Cyclopean image

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Cyclopean image is a single mental image of a scene created by the brain by combining two images received from the two eyes. The mental process behind construction of the Cyclopean image is crucial to stereo vision. Autostereograms take advantage of this process to trick the brain into forming an apparent Cyclopean image from seemingly random patterns.

Cyclopean image is named after the mythical Cyclops with a single eye. Literally it refers to the way stereo sighted viewers perceive the centre of their fused visual field as lying between the two physical eyes, as if seen by a cyclopean eye. Alternative terms for cyclopean eye include third central imaginary eye and binoculus.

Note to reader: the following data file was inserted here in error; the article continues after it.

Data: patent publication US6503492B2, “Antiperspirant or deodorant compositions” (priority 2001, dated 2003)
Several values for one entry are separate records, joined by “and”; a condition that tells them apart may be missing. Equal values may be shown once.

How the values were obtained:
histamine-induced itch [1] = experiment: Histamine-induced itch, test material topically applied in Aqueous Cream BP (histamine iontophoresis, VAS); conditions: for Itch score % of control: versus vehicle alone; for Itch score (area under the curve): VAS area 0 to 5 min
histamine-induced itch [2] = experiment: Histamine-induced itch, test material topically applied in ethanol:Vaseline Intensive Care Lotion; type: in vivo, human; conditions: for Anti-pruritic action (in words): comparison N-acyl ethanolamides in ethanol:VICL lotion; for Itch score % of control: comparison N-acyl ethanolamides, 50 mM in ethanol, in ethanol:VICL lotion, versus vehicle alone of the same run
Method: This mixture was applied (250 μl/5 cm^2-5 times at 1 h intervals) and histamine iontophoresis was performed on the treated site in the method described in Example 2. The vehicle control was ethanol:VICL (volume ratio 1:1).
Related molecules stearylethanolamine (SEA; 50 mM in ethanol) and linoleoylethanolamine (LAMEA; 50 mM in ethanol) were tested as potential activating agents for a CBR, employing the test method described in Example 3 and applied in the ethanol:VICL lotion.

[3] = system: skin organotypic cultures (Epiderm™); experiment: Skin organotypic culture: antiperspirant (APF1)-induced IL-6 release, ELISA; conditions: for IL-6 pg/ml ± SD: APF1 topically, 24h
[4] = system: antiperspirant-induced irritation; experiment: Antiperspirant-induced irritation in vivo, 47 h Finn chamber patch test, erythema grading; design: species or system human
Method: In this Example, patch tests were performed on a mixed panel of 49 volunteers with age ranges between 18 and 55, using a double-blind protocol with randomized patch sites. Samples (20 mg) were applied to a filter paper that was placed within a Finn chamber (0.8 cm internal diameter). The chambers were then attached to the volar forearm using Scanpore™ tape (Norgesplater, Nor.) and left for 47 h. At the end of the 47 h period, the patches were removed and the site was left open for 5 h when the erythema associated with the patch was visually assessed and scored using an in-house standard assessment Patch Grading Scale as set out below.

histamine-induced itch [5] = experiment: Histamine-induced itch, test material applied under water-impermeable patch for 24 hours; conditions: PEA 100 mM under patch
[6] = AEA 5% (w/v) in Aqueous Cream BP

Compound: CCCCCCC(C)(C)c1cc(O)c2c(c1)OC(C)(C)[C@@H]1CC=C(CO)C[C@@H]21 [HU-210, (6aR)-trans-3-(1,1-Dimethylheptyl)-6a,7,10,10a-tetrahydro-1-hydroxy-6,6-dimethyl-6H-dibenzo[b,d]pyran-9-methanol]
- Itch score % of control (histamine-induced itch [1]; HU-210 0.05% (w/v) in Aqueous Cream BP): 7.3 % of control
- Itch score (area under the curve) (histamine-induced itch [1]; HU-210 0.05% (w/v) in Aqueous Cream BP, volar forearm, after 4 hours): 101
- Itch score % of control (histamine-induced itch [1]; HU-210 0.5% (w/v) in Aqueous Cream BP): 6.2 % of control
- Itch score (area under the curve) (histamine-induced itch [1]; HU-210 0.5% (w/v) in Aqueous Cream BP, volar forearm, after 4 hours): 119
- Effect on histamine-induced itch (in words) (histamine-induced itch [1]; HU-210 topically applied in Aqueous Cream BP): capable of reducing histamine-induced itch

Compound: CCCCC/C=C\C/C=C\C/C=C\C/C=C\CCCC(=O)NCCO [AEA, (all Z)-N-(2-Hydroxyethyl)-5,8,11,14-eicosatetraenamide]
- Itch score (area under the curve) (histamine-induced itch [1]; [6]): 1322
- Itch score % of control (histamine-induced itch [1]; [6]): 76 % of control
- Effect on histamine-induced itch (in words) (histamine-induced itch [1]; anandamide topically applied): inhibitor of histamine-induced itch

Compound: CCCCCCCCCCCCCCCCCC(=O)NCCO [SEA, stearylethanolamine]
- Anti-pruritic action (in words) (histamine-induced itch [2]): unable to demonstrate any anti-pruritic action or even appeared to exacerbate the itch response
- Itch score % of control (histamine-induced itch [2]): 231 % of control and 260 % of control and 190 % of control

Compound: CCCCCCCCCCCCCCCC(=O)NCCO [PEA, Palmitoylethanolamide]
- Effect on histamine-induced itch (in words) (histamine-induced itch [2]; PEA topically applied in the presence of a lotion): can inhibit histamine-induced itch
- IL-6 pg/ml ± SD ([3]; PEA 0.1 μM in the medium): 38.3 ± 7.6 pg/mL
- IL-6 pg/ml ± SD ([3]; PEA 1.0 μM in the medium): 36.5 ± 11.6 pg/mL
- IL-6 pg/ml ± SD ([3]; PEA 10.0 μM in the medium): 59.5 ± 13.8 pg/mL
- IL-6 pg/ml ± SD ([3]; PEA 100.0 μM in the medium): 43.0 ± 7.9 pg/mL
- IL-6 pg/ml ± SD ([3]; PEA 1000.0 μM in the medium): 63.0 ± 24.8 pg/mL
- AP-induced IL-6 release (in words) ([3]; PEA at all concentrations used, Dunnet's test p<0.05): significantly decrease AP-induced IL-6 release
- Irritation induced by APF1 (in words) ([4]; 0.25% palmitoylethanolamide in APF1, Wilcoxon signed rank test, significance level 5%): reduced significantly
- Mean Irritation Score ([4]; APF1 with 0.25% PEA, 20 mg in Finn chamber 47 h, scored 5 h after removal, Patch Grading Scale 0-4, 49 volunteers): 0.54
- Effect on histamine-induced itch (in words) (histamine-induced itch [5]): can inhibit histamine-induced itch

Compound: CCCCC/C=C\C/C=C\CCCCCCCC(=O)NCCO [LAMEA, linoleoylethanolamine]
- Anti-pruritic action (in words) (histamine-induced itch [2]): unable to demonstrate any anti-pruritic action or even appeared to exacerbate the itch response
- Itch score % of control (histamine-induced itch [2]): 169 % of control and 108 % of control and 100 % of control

The term cyclopean stimuli refers to a form of visual stimuli that is defined by binocular disparity alone. It was named after the one-eyed Cyclops of Homer’s Odyssey by Bela Julesz. Julesz was a Hungarian radar engineer. He thought that stereopsis might help to discover hidden objects, this might be useful to find camouflaged objects. The important aspect of this research that Julesz showed using random dot stereograms was that disparity is sufficient for stereopsis, where Charles Wheatstone had only shown that binocular disparity was necessary for stereopsis. The Cyclops would not have been able to see a cyclopean stimulus, because having only one eye, he would not have been able to perceive binocular depth cues such as binocular disparity.